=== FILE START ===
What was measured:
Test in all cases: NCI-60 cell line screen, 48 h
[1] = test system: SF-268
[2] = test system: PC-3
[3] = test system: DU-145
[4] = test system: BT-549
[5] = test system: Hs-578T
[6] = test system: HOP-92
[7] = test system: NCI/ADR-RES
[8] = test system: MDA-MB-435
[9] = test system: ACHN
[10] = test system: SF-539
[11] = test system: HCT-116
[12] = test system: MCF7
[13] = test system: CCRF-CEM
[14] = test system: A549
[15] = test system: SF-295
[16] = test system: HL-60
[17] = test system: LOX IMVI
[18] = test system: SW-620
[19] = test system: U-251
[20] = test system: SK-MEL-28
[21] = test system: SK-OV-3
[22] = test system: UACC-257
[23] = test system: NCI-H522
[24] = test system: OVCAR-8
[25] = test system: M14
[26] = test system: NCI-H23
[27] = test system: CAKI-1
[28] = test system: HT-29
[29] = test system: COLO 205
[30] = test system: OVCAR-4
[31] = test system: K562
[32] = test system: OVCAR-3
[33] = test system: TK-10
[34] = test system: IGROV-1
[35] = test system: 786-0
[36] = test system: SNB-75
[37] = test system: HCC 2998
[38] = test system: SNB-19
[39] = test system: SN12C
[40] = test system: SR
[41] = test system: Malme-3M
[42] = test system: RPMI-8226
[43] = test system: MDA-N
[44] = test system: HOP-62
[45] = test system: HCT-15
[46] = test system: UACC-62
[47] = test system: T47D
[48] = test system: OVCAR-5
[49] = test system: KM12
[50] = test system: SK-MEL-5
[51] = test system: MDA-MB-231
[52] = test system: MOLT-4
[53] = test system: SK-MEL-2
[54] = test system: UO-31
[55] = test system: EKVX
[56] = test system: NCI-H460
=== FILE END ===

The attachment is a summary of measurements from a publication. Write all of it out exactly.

What was measured:
Test in all cases: NCI-60 cell line screen, 48 h
[1] = test system: SF-268
[2] = test system: PC-3
[3] = test system: DU-145
[4] = test system: BT-549
[5] = test system: Hs-578T
[6] = test system: HOP-92
[7] = test system: NCI/ADR-RES
[8] = test system: MDA-MB-435
[9] = test system: ACHN
[10] = test system: SF-539
[11] = test system: HCT-116
[12] = test system: MCF7
[13] = test system: CCRF-CEM
[14] = test system: A549
[15] = test system: SF-295
[16] = test system: HL-60
[17] = test system: LOX IMVI
[18] = test system: SW-620
[19] = test system: U-251
[20] = test system: SK-MEL-28
[21] = test system: SK-OV-3
[22] = test system: UACC-257
[23] = test system: NCI-H522
[24] = test system: OVCAR-8
[25] = test system: M14
[26] = test system: NCI-H23
[27] = test system: CAKI-1
[28] = test system: HT-29
[29] = test system: COLO 205
[30] = test system: OVCAR-4
[31] = test system: K562
[32] = test system: OVCAR-3
[33] = test system: TK-10
[34] = test system: IGROV-1
[35] = test system: 786-0
[36] = test system: SNB-75
[37] = test system: HCC 2998
[38] = test system: SNB-19
[39] = test system: SN12C
[40] = test system: SR
[41] = test system: Malme-3M
[42] = test system: RPMI-8226
[43] = test system: MDA-N
[44] = test system: HOP-62
[45] = test system: HCT-15
[46] = test system: UACC-62
[47] = test system: T47D
[48] = test system: OVCAR-5
[49] = test system: KM12
[50] = test system: SK-MEL-5
[51] = test system: MDA-MB-231
[52] = test system: MOLT-4
[53] = test system: SK-MEL-2
[54] = test system: UO-31
[55] = test system: EKVX
[56] = test system: NCI-H460